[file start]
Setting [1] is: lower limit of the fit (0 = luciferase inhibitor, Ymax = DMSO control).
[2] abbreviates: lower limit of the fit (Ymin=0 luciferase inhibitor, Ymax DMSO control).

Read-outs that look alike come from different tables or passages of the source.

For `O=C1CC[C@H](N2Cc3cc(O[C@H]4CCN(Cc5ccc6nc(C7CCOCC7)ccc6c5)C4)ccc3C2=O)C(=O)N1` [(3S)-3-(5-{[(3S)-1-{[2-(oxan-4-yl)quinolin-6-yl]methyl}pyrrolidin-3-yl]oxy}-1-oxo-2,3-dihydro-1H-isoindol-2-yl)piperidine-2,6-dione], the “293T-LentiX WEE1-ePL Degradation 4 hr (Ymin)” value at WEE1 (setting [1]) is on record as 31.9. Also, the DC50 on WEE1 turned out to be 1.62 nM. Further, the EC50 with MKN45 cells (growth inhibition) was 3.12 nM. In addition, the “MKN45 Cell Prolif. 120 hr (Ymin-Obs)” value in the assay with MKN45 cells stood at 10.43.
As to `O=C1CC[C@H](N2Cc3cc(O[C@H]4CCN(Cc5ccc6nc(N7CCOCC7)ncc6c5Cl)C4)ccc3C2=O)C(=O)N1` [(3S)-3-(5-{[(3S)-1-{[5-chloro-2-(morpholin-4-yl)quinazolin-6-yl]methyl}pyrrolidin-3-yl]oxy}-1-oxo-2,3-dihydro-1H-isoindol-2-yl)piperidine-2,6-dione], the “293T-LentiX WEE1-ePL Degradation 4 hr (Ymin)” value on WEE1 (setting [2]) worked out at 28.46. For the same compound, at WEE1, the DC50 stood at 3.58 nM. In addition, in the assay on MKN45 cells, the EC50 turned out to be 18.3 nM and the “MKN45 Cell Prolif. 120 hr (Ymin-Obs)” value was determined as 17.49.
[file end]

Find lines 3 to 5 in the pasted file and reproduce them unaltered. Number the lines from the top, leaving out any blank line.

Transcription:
Read-outs that look alike come from different tables or passages of the source.

For `O=C1CC[C@H](N2Cc3cc(O[C@H]4CCN(Cc5ccc6nc(C7CCOCC7)ccc6c5)C4)ccc3C2=O)C(=O)N1` [(3S)-3-(5-{[(3S)-1-{[2-(oxan-4-yl)quinolin-6-yl]methyl}pyrrolidin-3-yl]oxy}-1-oxo-2,3-dihydro-1H-isoindol-2-yl)piperidine-2,6-dione], the “293T-LentiX WEE1-ePL Degradation 4 hr (Ymin)” value at WEE1 (setting [1]) is on record as 31.9. Also, the DC50 on WEE1 turned out to be 1.62 nM. Further, the EC50 with MKN45 cells (growth inhibition) was 3.12 nM. In addition, the “MKN45 Cell Prolif. 120 hr (Ymin-Obs)” value in the assay with MKN45 cells stood at 10.43.
As to `O=C1CC[C@H](N2Cc3cc(O[C@H]4CCN(Cc5ccc6nc(N7CCOCC7)ncc6c5Cl)C4)ccc3C2=O)C(=O)N1` [(3S)-3-(5-{[(3S)-1-{[5-chloro-2-(morpholin-4-yl)quinazolin-6-yl]methyl}pyrrolidin-3-yl]oxy}-1-oxo-2,3-dihydro-1H-isoindol-2-yl)piperidine-2,6-dione], the “293T-LentiX WEE1-ePL Degradation 4 hr (Ymin)” value on WEE1 (setting [2]) worked out at 28.46. For the same compound, at WEE1, the DC50 stood at 3.58 nM. In addition, in the assay on MKN45 cells, the EC50 turned out to be 18.3 nM and the “MKN45 Cell Prolif. 120 hr (Ymin-Obs)” value was determined as 17.49.